Only days after the Orlando shooting, which left 49 people dead at a gay club, Mexican soccer fans were warned not to chant anything that was “derogatory or offensive during our matches” by CONCACAF, the governing body of the North and Central America and Caribbean region.
Soccer fans held a moment of silence last Friday before the Venezuela-Mexico match in Houston to honor the victims of the massacre at Pulse on its Latin night.
The "puto" chant, which is considered homophobic by many, is typically used by Mexican soccer fans when the opposing team has the ball, and on this night it was no different, reports The Mercury News, a newspaper in Northern California. When Dani Hernandez, goalkeeper for the Venezuelan team, had the ball in his hands, fans shouted, “Eh, puto!"
Officials with the Copa America soccer tournament were quick to respond with a statement, saying, "This behavior does not reflect the true spirit of football and must be stopped." In a tweet posted by the national Mexican soccer team's official account Saturday, the day after the match with the Venezuelan team, management said, “Our position on any discriminatory act or cry is damning."
Copa America isn't the only group that is asking Mexican soccer fans to do away with shouting "puto" at games. The national Mexican soccer team faces potentially being banned from tournament, or playing in empty stadium if it does not get fans to desist, reports The Mercury News.
The word "puto" carries different meanings depending on the context — it can be a homophobic slur, but it can also mean coward or male prostitute. Despite these multiple meanings, though, there is no doubt that it is "offensive," said Leon Krauze, a Mexican journalist for Univision, based in Los Angeles.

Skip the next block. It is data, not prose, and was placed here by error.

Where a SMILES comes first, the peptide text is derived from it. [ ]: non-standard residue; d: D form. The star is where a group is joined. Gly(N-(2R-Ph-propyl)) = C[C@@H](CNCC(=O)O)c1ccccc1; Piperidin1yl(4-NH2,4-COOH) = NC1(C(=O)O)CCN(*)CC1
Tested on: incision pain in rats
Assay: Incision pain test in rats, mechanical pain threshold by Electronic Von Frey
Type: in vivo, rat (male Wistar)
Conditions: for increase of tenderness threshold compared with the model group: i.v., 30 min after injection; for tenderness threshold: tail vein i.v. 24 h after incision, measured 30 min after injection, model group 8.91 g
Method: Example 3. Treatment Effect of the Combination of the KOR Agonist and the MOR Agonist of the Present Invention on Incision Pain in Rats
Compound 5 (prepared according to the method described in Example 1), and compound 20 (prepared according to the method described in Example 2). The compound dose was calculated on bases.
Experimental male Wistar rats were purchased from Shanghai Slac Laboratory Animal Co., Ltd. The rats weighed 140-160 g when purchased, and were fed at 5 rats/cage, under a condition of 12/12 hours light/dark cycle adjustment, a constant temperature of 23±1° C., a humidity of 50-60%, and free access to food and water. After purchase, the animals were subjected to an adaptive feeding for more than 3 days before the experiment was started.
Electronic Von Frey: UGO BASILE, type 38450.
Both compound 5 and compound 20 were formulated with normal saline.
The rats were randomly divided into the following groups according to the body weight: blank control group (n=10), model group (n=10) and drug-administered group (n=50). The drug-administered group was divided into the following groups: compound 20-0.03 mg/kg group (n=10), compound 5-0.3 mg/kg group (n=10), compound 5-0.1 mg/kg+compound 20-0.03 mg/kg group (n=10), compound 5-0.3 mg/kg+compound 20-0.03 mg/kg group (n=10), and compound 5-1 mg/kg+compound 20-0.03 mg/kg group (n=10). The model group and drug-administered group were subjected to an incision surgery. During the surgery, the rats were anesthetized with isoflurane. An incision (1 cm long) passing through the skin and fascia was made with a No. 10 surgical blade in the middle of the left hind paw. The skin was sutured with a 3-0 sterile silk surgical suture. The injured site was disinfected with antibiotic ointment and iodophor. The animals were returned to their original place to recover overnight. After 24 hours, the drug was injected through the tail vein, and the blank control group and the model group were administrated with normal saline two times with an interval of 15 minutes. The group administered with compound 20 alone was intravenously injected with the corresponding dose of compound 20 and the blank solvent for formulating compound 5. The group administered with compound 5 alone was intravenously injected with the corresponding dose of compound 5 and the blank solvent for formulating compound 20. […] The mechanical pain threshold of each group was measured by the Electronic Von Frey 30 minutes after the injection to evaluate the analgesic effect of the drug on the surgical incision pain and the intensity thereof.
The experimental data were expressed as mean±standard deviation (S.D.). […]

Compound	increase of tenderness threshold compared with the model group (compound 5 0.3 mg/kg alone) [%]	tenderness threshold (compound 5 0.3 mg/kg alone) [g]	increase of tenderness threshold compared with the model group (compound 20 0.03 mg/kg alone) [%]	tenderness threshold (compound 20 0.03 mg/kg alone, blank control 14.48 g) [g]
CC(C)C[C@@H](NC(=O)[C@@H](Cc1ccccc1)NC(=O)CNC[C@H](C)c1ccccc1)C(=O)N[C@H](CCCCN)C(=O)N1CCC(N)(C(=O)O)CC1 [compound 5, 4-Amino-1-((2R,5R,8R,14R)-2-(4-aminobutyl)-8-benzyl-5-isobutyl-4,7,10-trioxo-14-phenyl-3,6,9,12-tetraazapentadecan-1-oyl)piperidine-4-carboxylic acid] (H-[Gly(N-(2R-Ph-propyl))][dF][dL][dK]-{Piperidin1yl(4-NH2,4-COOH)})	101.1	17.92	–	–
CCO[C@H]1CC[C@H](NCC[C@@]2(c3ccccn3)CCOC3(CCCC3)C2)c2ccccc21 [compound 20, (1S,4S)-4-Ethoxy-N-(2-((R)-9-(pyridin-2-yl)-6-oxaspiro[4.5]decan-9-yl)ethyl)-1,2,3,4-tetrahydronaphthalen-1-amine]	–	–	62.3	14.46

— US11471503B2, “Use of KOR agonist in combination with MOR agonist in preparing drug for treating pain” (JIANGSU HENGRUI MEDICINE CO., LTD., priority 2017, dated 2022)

Not only are Copa America and the national Mexican team campaigning for the end of the homophobic chant, but so are FIFA, the international governing board for soccer, and GLAAD, an LGBT organization.
FIFA fined the Mexican team $57,000 last month for not being able to control the use of the slur at its games. The team has responded by creating a campaign and releasing public service announcement to tell fans why they should not use the slur. The team started a campaign using the hashtag #YaPárale, which translates to "just stop it." In April the team released PSA videos featuring players from the team called "Abrazados por el Fútbol" ("Hugging for Soccer”) aimed at getting fans on board with eliminating the word from their vocabularies — at games, at least.
GLAAD started a campaign of its own against the slur, called #STOPTHESLURS. The effort to stop the use of the word at Mexican soccer games goes as far back as 2014, when GLAAD asked FIFA to take a stand against the homophobic word. At the time, FIFA did not respond, but since then has taken an active role, as evidenced by the penalty for the Mexican team.
So what will it take? Mexican midfielder Hector Herrera isn't sure change will come easy. "I think it is a tradition that has gone on for years," he said at a Spanish-language news conference, reports The Mercury News. "I don't think you can come in and take it away from one day to the next. It's difficult to get so many people to change it."